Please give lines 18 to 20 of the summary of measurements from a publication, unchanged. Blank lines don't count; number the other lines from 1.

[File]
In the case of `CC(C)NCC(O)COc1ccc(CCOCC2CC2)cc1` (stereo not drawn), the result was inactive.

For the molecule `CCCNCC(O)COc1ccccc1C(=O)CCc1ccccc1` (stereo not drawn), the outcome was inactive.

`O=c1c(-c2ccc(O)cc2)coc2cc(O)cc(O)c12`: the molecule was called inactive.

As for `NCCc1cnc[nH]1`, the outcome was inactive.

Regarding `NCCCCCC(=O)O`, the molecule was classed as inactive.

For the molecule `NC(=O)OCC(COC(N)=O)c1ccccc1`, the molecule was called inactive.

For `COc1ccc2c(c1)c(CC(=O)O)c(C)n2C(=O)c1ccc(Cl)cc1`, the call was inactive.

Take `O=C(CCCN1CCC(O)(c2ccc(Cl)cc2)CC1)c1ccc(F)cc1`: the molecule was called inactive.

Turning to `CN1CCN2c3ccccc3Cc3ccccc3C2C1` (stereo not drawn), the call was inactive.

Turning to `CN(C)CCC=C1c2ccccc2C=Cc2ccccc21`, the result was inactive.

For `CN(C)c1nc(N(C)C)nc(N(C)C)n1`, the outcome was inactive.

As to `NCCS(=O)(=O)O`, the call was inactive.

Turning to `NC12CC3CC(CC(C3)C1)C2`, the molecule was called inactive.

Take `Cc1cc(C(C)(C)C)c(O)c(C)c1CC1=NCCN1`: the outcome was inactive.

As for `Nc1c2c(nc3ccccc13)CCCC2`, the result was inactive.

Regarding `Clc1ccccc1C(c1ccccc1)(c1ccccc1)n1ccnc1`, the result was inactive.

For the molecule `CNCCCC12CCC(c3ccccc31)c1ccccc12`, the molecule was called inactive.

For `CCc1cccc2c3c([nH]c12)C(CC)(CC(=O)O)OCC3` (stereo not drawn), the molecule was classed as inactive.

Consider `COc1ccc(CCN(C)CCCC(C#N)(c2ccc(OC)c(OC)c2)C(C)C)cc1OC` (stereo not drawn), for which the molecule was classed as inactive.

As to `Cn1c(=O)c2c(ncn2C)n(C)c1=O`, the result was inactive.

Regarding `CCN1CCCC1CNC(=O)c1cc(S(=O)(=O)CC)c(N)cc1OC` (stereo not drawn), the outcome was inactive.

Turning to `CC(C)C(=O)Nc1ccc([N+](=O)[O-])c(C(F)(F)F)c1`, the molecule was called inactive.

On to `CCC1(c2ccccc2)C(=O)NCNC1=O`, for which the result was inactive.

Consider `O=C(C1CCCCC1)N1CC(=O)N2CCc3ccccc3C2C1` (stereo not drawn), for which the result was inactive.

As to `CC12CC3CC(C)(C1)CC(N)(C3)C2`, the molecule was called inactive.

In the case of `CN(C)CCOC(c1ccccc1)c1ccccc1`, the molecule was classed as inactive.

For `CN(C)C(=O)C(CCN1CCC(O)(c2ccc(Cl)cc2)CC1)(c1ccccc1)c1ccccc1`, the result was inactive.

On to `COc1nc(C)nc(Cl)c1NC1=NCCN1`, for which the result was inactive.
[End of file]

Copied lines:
For `CCc1cccc2c3c([nH]c12)C(CC)(CC(=O)O)OCC3` (stereo not drawn), the molecule was classed as inactive.

Consider `COc1ccc(CCN(C)CCCC(C#N)(c2ccc(OC)c(OC)c2)C(C)C)cc1OC` (stereo not drawn), for which the molecule was classed as inactive.

As to `Cn1c(=O)c2c(ncn2C)n(C)c1=O`, the result was inactive.